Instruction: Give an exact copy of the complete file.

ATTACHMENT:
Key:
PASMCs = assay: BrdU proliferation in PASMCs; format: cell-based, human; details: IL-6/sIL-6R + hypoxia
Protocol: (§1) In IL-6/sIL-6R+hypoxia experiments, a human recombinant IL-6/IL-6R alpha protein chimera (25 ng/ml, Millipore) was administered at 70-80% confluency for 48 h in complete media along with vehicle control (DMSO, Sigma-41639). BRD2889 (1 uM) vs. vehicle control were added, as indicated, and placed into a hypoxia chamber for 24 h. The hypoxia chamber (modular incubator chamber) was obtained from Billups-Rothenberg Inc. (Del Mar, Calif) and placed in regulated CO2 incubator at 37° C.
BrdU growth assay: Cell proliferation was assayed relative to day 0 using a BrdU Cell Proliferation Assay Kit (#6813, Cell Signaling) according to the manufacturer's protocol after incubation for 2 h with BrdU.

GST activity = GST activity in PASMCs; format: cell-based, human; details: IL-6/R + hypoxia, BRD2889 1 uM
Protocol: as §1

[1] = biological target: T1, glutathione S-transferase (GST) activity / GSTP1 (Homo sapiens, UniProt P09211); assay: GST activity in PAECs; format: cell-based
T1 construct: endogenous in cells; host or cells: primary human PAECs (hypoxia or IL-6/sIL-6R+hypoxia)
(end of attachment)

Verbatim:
Key:
PASMCs = assay: BrdU proliferation in PASMCs; format: cell-based, human; details: IL-6/sIL-6R + hypoxia
Protocol: (§1) In IL-6/sIL-6R+hypoxia experiments, a human recombinant IL-6/IL-6R alpha protein chimera (25 ng/ml, Millipore) was administered at 70-80% confluency for 48 h in complete media along with vehicle control (DMSO, Sigma-41639). BRD2889 (1 uM) vs. vehicle control were added, as indicated, and placed into a hypoxia chamber for 24 h. The hypoxia chamber (modular incubator chamber) was obtained from Billups-Rothenberg Inc. (Del Mar, Calif) and placed in regulated CO2 incubator at 37° C.
BrdU growth assay: Cell proliferation was assayed relative to day 0 using a BrdU Cell Proliferation Assay Kit (#6813, Cell Signaling) according to the manufacturer's protocol after incubation for 2 h with BrdU.

GST activity = GST activity in PASMCs; format: cell-based, human; details: IL-6/R + hypoxia, BRD2889 1 uM
Protocol: as §1

[1] = biological target: T1, glutathione S-transferase (GST) activity / GSTP1 (Homo sapiens, UniProt P09211); assay: GST activity in PAECs; format: cell-based
T1 construct: endogenous in cells; host or cells: primary human PAECs (hypoxia or IL-6/sIL-6R+hypoxia)